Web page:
The Care Act still holds uncertainties, particularly over what difference the cap on care fees will mean for self-funders, writes Andrew James, advice policy manager at Towry.
I note that it is over a year since I penned my thoughts on the Government's proposals on care funding in England following the report from the Dilnot Commission.
In that time the Care Bill has made its slow progress through Parliament and we finally have the Care Act 2014 in place. We still await the thoughts of the other devolved powers in the UK.
In the interim between the original announcements and the final Act being passed, the date for bringing in the new proposals has been bought forward by a year to April 2016.
The maximum cost an individual can pay out prior to reaching the cap has been reduced to £72,000from £75,000 owing to the earlier start date although none of this, other than the start date, has been confirmed in the Act.
That leaves all the financial matters regarding the level of the cap, as well as how those needing care will be assessed on their income and assets, in the hands of the Secretary of State and for future legislation.
The question is whether this will all survive the General Election due next year and potentially a new Government in power.
Hopefully so, as while the proposals leave a great deal to be desired, the clarity for all those affected by the costs of long-term care will at least be there, meaning that longer term planning for individuals and the industry itself can be undertaken.
Assuming we do get underway with previously announced caps then what difference will this really make?
The raising of the threshold for means tested support - below which local authorities will need to provide support for people - to over £100,000 will certainly aid those on lower levels of assets and hopefully ensure that some of their hard earned money can still be saved for their children.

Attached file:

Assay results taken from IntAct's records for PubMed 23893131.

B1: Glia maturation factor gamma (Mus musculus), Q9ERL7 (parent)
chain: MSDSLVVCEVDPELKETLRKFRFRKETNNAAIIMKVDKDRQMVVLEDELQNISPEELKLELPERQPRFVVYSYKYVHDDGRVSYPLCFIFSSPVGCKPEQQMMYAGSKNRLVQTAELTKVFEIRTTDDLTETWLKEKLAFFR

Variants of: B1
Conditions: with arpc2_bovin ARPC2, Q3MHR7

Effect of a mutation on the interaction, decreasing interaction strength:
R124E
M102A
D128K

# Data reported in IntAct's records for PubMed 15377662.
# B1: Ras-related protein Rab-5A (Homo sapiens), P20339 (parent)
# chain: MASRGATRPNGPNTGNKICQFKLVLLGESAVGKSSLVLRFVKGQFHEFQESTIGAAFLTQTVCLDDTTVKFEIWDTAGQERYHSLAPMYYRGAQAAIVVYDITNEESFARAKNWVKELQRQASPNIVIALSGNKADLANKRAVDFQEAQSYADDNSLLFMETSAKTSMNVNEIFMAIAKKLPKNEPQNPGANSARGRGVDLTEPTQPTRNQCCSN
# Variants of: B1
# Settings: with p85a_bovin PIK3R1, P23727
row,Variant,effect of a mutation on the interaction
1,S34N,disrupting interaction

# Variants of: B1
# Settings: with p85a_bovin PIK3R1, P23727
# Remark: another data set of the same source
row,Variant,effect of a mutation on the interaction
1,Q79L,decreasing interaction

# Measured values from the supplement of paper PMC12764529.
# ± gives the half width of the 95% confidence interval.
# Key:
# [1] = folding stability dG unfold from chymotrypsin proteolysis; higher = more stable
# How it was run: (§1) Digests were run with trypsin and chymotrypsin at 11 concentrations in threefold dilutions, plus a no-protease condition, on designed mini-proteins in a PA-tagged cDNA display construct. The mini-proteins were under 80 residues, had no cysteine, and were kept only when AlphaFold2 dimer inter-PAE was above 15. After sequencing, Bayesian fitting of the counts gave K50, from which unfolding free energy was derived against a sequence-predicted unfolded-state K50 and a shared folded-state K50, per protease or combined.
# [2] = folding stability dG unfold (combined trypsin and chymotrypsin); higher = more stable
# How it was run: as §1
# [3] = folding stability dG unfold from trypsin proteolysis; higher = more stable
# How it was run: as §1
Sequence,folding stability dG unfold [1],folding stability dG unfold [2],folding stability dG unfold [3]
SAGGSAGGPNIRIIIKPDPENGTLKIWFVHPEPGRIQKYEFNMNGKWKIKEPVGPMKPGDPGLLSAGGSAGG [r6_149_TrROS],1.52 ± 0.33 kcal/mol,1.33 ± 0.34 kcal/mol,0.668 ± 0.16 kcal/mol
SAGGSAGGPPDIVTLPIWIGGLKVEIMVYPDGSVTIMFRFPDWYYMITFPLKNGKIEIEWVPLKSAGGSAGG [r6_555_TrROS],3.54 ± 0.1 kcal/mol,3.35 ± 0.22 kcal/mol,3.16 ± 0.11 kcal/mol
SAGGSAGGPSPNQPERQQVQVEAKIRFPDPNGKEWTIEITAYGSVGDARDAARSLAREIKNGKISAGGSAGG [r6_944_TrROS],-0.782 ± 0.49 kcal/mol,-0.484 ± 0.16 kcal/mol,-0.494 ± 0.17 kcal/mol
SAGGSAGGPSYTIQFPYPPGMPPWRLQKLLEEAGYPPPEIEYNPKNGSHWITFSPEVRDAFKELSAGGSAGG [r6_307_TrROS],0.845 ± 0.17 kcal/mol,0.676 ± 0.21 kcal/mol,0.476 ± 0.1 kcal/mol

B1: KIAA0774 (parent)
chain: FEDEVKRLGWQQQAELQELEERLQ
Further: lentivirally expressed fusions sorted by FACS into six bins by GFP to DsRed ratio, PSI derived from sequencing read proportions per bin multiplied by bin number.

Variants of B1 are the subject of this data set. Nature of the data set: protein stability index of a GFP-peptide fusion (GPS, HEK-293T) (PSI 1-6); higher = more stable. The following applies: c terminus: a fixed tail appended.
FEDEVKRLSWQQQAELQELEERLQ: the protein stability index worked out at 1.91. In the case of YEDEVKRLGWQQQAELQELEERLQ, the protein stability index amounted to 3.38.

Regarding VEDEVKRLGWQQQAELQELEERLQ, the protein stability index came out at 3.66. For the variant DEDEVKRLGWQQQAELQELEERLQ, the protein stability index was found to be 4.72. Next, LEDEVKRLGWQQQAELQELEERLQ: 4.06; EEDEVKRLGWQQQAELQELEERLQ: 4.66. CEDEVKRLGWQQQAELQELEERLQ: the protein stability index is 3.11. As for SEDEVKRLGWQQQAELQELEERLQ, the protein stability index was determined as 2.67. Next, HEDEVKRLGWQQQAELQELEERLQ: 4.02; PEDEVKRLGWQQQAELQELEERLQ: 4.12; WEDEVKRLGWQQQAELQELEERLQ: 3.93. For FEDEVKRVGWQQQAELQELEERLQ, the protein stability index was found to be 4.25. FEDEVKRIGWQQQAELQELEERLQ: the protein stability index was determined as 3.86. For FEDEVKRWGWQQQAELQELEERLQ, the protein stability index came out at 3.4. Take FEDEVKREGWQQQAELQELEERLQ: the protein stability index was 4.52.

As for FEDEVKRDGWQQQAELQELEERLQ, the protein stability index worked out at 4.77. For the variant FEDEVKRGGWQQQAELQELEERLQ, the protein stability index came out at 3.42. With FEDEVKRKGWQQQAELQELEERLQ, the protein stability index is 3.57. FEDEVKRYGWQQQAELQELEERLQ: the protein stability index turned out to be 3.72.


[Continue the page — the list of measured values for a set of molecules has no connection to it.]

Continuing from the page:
However, almost everyone who owns a property is going to be over this figure, so if and when they need to enter a care home they will be self funding and ineligible for local authority support.
There will be the ability to defer payments subject to suitable security being available, but as interest will be charged this will in most cases merely defer the time until the house needs to be sold.
With the cap at £72,000 and only covering what the Local Authority assess as care needs - so not anything like food and accommodation costs - how long will it take someone to reach the cap?
If we take an average weekly cost of a care facility as £750 per week, the level of care costs within the overall figure may only come out at say £400.
That would mean the cap would not be reached for more than three years. With the average stay in a care home being somewhere between two and three years it is likely that most people, other than those requiring a longer term stay, will still be fully self funding.
It is true that the cost of care before entering a care home will also start to eat into the cap but even so the overall benefit of this legislation is likely to be limited for most.
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